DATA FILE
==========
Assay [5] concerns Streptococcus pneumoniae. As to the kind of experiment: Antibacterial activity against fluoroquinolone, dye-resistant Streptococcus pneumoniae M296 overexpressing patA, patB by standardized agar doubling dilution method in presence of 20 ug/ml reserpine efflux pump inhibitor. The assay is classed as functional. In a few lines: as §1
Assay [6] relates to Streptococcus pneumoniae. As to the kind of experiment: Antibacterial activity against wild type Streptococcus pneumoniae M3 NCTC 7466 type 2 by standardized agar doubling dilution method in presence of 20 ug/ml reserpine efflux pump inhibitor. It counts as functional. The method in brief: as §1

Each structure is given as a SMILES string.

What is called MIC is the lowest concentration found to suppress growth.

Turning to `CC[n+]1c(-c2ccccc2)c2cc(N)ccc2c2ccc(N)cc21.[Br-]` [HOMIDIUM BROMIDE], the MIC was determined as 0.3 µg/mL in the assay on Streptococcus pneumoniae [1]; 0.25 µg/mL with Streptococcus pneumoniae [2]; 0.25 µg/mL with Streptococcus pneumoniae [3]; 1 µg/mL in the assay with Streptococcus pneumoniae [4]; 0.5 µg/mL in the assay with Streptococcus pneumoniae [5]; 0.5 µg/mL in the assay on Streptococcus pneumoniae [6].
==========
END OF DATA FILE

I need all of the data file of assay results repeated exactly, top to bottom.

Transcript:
Assay [5] concerns Streptococcus pneumoniae. As to the kind of experiment: Antibacterial activity against fluoroquinolone, dye-resistant Streptococcus pneumoniae M296 overexpressing patA, patB by standardized agar doubling dilution method in presence of 20 ug/ml reserpine efflux pump inhibitor. The assay is classed as functional. In a few lines: as §1
Assay [6] relates to Streptococcus pneumoniae. As to the kind of experiment: Antibacterial activity against wild type Streptococcus pneumoniae M3 NCTC 7466 type 2 by standardized agar doubling dilution method in presence of 20 ug/ml reserpine efflux pump inhibitor. It counts as functional. The method in brief: as §1

Each structure is given as a SMILES string.

What is called MIC is the lowest concentration found to suppress growth.

Turning to `CC[n+]1c(-c2ccccc2)c2cc(N)ccc2c2ccc(N)cc21.[Br-]` [HOMIDIUM BROMIDE], the MIC was determined as 0.3 µg/mL in the assay on Streptococcus pneumoniae [1]; 0.25 µg/mL with Streptococcus pneumoniae [2]; 0.25 µg/mL with Streptococcus pneumoniae [3]; 1 µg/mL in the assay with Streptococcus pneumoniae [4]; 0.5 µg/mL in the assay with Streptococcus pneumoniae [5]; 0.5 µg/mL in the assay on Streptococcus pneumoniae [6].